Is Parallel Programming Really That Difficult?

Everyone uses parallel programming but not everyone loves it.

Ask any developer and they will tell you how parallel programming has helped them boost their productivity, perform complex tasks and more. But, there are a few of them who will tell you that parallel programming is difficult to learn, master and implement correctly. 

Ironically, parallel programming is one of the best ways to solve complex problems. It involves breaking a complex task down into smaller subtasks that may each be carried out concurrently by multiple processing units, such as processors or cores. 

Large language models like Transformer, BERT, and GPT-3.5 use parallel computing to speed up their training and inference processes, such as on multiple TPUs or GPUs. Training such models involves computationally intensive tasks with huge data sets while updating numerous model parameters. Besides that, such models also use parallel processing to generate responses or make predictions quickly. For example, ChatGPT uses parallel programming to process data faster and answer user queries in real time.

Parallel processing based on asynchronous execution eventually led to the introduction of the data centre for scale computing. Programmers should consider both data parallelism and data locality to channelise the full potential of data centres and other parallel computing systems. 

Parallel computing is like a ladder of different steps, with each step aiding to make the programme run better. It is the precursor to supercomputing as it uses multiple processing units concurrently to solve complex problems. CUDA developer NVIDIA unveiled its open, unified computing platform, ‘QODA’ (quantum optimised device architecture) in 2022 with the aim to foster quantum research and development across various areas, including AI, HPC, health, finance and others.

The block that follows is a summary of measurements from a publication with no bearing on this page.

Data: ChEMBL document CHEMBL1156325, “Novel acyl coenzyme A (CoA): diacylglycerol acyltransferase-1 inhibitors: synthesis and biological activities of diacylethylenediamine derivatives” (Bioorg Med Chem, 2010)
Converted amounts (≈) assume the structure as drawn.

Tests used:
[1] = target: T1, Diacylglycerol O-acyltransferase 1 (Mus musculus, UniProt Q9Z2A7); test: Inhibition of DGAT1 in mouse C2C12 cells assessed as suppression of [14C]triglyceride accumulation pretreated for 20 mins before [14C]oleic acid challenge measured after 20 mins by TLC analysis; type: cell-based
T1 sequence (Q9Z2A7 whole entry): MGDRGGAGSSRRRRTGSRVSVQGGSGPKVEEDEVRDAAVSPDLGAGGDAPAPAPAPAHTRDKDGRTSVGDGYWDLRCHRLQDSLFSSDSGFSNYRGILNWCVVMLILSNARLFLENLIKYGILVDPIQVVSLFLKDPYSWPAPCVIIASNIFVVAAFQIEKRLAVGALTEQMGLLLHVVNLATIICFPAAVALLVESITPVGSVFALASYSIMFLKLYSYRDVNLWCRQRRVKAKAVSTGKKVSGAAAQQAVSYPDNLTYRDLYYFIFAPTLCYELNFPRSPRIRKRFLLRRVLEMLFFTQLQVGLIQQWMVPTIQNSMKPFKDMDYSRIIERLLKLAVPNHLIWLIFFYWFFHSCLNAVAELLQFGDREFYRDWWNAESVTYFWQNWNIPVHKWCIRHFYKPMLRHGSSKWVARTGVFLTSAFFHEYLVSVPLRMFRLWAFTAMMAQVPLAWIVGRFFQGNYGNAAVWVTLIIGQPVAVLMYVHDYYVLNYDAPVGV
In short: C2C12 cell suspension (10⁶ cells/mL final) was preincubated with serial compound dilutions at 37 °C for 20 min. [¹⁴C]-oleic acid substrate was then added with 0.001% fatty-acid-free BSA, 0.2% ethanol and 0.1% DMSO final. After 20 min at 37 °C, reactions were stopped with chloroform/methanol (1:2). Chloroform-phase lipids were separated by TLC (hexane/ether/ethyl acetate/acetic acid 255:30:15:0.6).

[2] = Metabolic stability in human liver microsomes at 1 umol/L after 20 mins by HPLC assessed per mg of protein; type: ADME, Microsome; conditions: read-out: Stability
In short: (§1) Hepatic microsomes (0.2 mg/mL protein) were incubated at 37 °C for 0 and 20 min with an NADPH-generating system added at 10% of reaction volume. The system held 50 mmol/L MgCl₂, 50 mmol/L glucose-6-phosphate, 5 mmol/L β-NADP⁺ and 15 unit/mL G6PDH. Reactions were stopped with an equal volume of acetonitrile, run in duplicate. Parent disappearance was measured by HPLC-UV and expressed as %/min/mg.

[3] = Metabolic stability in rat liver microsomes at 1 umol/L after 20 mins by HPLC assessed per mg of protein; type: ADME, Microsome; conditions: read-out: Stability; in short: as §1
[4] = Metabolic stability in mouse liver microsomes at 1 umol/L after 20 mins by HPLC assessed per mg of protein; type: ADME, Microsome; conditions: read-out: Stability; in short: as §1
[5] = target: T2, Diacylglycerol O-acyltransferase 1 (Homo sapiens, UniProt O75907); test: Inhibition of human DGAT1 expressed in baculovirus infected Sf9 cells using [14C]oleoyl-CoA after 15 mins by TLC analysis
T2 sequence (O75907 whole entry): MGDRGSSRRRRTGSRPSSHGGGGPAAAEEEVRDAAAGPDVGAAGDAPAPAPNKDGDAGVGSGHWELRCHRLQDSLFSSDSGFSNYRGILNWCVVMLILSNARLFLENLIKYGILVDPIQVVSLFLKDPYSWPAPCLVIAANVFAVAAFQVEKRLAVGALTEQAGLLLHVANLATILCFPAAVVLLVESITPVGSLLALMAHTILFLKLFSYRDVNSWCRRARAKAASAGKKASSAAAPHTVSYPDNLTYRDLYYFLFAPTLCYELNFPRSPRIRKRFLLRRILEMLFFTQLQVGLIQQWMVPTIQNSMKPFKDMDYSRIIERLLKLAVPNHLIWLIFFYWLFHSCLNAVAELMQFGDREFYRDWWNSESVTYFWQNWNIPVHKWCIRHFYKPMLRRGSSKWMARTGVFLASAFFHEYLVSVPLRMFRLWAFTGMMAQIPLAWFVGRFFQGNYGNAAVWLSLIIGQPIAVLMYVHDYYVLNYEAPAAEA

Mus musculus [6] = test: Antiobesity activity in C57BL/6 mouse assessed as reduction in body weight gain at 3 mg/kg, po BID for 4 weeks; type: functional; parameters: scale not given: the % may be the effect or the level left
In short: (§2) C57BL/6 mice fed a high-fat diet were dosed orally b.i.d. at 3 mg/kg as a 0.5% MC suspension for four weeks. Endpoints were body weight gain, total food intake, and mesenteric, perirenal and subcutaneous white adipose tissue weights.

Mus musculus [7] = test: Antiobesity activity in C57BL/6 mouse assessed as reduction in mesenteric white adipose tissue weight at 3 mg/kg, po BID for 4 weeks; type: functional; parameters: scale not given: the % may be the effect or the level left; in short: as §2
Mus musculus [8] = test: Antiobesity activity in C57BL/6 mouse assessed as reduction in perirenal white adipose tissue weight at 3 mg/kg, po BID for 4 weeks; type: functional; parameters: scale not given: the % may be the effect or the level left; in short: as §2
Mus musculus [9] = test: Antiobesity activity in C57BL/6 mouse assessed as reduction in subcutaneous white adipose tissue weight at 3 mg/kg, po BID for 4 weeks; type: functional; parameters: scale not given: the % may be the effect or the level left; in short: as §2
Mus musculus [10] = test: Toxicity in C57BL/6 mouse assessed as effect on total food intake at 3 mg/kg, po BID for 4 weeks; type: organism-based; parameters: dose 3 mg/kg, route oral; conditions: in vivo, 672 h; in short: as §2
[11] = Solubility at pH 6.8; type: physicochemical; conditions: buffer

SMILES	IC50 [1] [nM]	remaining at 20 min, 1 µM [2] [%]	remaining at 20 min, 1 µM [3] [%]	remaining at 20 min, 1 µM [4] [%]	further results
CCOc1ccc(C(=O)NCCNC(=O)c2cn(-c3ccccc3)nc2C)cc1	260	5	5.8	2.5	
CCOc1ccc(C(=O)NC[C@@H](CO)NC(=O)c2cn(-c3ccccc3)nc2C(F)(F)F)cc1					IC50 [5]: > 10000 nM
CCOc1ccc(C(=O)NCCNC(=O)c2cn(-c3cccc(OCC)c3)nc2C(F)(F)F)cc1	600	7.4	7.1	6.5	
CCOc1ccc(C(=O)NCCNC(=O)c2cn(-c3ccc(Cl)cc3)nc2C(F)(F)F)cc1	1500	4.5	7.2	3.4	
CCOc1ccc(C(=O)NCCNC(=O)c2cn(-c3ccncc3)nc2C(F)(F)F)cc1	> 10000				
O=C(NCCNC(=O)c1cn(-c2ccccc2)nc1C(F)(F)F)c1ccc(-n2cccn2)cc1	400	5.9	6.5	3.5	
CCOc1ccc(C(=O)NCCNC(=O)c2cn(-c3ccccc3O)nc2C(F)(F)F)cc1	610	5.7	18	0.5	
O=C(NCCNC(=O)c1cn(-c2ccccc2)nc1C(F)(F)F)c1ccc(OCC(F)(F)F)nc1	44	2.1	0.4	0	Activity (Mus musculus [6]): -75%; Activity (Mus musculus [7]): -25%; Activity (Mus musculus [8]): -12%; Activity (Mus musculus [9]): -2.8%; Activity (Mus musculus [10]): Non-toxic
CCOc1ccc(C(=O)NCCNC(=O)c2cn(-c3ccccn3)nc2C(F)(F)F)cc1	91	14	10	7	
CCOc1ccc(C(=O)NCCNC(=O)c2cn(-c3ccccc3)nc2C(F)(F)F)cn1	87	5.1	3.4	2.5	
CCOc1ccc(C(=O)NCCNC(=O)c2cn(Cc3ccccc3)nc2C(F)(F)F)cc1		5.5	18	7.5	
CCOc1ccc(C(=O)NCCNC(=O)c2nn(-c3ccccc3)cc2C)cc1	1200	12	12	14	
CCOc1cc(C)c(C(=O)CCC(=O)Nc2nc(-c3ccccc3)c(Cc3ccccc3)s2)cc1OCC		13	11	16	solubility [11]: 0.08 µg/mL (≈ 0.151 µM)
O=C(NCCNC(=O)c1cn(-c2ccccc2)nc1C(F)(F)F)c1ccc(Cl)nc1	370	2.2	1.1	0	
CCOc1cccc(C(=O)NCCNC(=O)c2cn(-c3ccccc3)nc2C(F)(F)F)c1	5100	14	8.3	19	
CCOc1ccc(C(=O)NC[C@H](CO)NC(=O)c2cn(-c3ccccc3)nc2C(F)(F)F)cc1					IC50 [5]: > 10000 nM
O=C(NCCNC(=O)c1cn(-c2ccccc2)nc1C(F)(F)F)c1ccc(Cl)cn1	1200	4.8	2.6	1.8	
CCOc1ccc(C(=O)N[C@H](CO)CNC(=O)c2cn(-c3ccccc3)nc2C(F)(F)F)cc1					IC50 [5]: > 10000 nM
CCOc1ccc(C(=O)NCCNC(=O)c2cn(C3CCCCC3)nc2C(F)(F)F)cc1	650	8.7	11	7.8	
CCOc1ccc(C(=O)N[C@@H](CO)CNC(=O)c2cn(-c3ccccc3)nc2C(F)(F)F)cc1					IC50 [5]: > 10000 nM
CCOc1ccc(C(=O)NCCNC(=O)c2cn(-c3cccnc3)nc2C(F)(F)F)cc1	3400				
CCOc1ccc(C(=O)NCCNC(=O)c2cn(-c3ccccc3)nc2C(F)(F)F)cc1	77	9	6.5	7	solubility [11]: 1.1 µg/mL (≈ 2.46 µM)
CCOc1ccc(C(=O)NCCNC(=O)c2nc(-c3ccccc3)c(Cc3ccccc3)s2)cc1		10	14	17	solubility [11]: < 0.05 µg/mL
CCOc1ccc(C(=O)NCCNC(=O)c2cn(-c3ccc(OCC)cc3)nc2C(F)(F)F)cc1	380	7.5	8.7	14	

Read more: NVIDIA wants to replicate CUDA success with Quantum Computing

Then, what’s the problem? 

According to the developer community on Reddit, the ultimate challenge of parallel programming is latency, besides getting synchronous state to fit into L1/2 which can be helped by processing transactions in contiguous data batches.

Latency is the delay that occurs when transferring data between components. For instance, the delay between a processor and memory or a client and a server. Latency can affect the performance of parallel programming, as it can cause delays in the communication between processors or cores. Parallel programming employs techniques such as data partitioning, load balancing, and message passing, which aim to foster communication between processing elements, and reduce the time required waiting for data to be transferred. High performance programming can be difficult, especially when employing memory barriers or lock-free programming styles. 

Read more: Quantum Computing Meets ChatGPT

Another challenge with parallel programming is that not all types of programmes are well-suited to parallelisation. Some programmes have dependencies or interactions between different parts that make it difficult or impossible to run them in parallel, which can limit the benefits of parallel programming.

There are several parallel processing platforms that aim to make it easy like CUDA (by NVIDIA), OpenCL (by Khronos Group), OpenMP, and Intel TBB. When you use such a platform, it becomes easier to work on multiple systems simultaneously and write parallel code using familiar programming languages, compared to programming without a platform. These platforms are helpful in managing the complexity of parallel code, by providing features such as load balancing, data distribution, and synchronisation.

However, parallel programming can still be challenging due to issues involving race conditions, deadlocks, and load imbalance. In addition, debugging and performance-tuning parallel programmes can be more difficult than sequential programmes.

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Shritama Saha
Shritama is a technology journalist who is keen to learn about AI and analytics play. A graduate in mass communication, she is passionate to explore the influence of data science on fashion, drug development, films, and art.

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